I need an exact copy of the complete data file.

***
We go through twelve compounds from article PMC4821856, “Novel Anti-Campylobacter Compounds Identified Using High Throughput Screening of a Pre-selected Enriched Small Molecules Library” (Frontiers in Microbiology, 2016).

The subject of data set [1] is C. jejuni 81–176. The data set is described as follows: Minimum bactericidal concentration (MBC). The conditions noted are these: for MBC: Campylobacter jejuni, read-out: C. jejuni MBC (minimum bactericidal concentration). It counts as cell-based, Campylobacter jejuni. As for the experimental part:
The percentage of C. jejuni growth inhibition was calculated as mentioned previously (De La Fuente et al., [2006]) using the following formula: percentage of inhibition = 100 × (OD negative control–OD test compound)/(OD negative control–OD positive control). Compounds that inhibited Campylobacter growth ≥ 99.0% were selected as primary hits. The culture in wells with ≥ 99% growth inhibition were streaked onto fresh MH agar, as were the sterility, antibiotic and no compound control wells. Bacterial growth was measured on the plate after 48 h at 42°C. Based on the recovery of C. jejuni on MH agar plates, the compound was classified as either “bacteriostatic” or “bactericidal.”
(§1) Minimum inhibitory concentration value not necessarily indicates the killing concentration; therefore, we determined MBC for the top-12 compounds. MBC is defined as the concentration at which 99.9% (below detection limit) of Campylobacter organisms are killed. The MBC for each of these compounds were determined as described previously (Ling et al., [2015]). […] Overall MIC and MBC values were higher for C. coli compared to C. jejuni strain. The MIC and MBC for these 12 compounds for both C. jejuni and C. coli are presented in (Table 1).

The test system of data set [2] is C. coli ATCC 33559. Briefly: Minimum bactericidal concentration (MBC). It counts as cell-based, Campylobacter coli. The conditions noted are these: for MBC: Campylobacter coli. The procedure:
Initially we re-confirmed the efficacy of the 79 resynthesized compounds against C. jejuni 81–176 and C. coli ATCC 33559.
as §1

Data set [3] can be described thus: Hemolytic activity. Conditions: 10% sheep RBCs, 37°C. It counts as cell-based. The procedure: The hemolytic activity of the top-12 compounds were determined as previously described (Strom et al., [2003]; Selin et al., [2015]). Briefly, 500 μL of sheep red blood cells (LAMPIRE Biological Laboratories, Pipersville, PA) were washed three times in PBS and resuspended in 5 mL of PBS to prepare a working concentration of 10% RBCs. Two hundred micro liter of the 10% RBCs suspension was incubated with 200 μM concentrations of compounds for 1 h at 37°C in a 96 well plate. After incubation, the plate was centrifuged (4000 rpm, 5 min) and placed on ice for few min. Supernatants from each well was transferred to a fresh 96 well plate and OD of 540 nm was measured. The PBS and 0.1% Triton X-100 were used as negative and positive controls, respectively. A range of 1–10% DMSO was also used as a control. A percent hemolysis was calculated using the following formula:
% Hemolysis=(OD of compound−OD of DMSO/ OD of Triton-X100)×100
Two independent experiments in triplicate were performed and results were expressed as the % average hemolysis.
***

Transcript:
We go through twelve compounds from article PMC4821856, “Novel Anti-Campylobacter Compounds Identified Using High Throughput Screening of a Pre-selected Enriched Small Molecules Library” (Frontiers in Microbiology, 2016).

The subject of data set [1] is C. jejuni 81–176. The data set is described as follows: Minimum bactericidal concentration (MBC). The conditions noted are these: for MBC: Campylobacter jejuni, read-out: C. jejuni MBC (minimum bactericidal concentration). It counts as cell-based, Campylobacter jejuni. As for the experimental part:
The percentage of C. jejuni growth inhibition was calculated as mentioned previously (De La Fuente et al., [2006]) using the following formula: percentage of inhibition = 100 × (OD negative control–OD test compound)/(OD negative control–OD positive control). Compounds that inhibited Campylobacter growth ≥ 99.0% were selected as primary hits. The culture in wells with ≥ 99% growth inhibition were streaked onto fresh MH agar, as were the sterility, antibiotic and no compound control wells. Bacterial growth was measured on the plate after 48 h at 42°C. Based on the recovery of C. jejuni on MH agar plates, the compound was classified as either “bacteriostatic” or “bactericidal.”
(§1) Minimum inhibitory concentration value not necessarily indicates the killing concentration; therefore, we determined MBC for the top-12 compounds. MBC is defined as the concentration at which 99.9% (below detection limit) of Campylobacter organisms are killed. The MBC for each of these compounds were determined as described previously (Ling et al., [2015]). […] Overall MIC and MBC values were higher for C. coli compared to C. jejuni strain. The MIC and MBC for these 12 compounds for both C. jejuni and C. coli are presented in (Table 1).

The test system of data set [2] is C. coli ATCC 33559. Briefly: Minimum bactericidal concentration (MBC). It counts as cell-based, Campylobacter coli. The conditions noted are these: for MBC: Campylobacter coli. The procedure:
Initially we re-confirmed the efficacy of the 79 resynthesized compounds against C. jejuni 81–176 and C. coli ATCC 33559.
as §1

Data set [3] can be described thus: Hemolytic activity. Conditions: 10% sheep RBCs, 37°C. It counts as cell-based. The procedure: The hemolytic activity of the top-12 compounds were determined as previously described (Strom et al., [2003]; Selin et al., [2015]). Briefly, 500 μL of sheep red blood cells (LAMPIRE Biological Laboratories, Pipersville, PA) were washed three times in PBS and resuspended in 5 mL of PBS to prepare a working concentration of 10% RBCs. Two hundred micro liter of the 10% RBCs suspension was incubated with 200 μM concentrations of compounds for 1 h at 37°C in a 96 well plate. After incubation, the plate was centrifuged (4000 rpm, 5 min) and placed on ice for few min. Supernatants from each well was transferred to a fresh 96 well plate and OD of 540 nm was measured. The PBS and 0.1% Triton X-100 were used as negative and positive controls, respectively. A range of 1–10% DMSO was also used as a control. A percent hemolysis was calculated using the following formula:
% Hemolysis=(OD of compound−OD of DMSO/ OD of Triton-X100)×100
Two independent experiments in triplicate were performed and results were expressed as the % average hemolysis.